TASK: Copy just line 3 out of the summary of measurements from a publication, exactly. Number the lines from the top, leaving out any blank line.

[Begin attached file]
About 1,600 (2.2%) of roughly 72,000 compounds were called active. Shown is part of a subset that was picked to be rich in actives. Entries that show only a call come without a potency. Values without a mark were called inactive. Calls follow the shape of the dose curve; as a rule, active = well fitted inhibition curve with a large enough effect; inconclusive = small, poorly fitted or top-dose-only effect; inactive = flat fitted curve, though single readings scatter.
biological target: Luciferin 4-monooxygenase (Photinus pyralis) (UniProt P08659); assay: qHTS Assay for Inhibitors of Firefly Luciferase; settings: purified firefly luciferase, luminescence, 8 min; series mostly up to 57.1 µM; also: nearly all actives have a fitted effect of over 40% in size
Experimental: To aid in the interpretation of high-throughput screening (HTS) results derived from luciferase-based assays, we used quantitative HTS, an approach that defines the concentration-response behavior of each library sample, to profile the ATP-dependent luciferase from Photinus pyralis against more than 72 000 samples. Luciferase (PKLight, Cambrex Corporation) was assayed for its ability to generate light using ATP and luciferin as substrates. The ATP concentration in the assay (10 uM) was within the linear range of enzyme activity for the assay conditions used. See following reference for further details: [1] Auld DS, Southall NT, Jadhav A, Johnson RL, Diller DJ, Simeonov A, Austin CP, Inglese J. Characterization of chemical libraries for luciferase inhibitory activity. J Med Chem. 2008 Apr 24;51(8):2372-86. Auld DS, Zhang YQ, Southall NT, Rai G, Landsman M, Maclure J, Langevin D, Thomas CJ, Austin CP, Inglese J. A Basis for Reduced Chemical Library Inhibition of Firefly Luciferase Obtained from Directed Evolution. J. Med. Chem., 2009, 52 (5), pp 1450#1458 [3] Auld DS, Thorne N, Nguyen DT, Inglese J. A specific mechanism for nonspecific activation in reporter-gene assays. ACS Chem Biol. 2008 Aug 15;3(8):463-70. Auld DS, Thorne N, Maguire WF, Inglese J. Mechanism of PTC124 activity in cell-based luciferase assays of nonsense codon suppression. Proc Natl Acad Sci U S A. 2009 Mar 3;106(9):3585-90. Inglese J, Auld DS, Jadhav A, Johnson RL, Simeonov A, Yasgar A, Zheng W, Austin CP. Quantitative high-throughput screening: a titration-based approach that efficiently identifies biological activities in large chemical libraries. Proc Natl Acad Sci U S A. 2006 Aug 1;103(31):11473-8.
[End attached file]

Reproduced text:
Experimental: To aid in the interpretation of high-throughput screening (HTS) results derived from luciferase-based assays, we used quantitative HTS, an approach that defines the concentration-response behavior of each library sample, to profile the ATP-dependent luciferase from Photinus pyralis against more than 72 000 samples. Luciferase (PKLight, Cambrex Corporation) was assayed for its ability to generate light using ATP and luciferin as substrates. The ATP concentration in the assay (10 uM) was within the linear range of enzyme activity for the assay conditions used. See following reference for further details: [1] Auld DS, Southall NT, Jadhav A, Johnson RL, Diller DJ, Simeonov A, Austin CP, Inglese J. Characterization of chemical libraries for luciferase inhibitory activity. J Med Chem. 2008 Apr 24;51(8):2372-86. Auld DS, Zhang YQ, Southall NT, Rai G, Landsman M, Maclure J, Langevin D, Thomas CJ, Austin CP, Inglese J. A Basis for Reduced Chemical Library Inhibition of Firefly Luciferase Obtained from Directed Evolution. J. Med. Chem., 2009, 52 (5), pp 1450#1458 [3] Auld DS, Thorne N, Nguyen DT, Inglese J. A specific mechanism for nonspecific activation in reporter-gene assays. ACS Chem Biol. 2008 Aug 15;3(8):463-70. Auld DS, Thorne N, Maguire WF, Inglese J. Mechanism of PTC124 activity in cell-based luciferase assays of nonsense codon suppression. Proc Natl Acad Sci U S A. 2009 Mar 3;106(9):3585-90. Inglese J, Auld DS, Jadhav A, Johnson RL, Simeonov A, Yasgar A, Zheng W, Austin CP. Quantitative high-throughput screening: a titration-based approach that efficiently identifies biological activities in large chemical libraries. Proc Natl Acad Sci U S A. 2006 Aug 1;103(31):11473-8.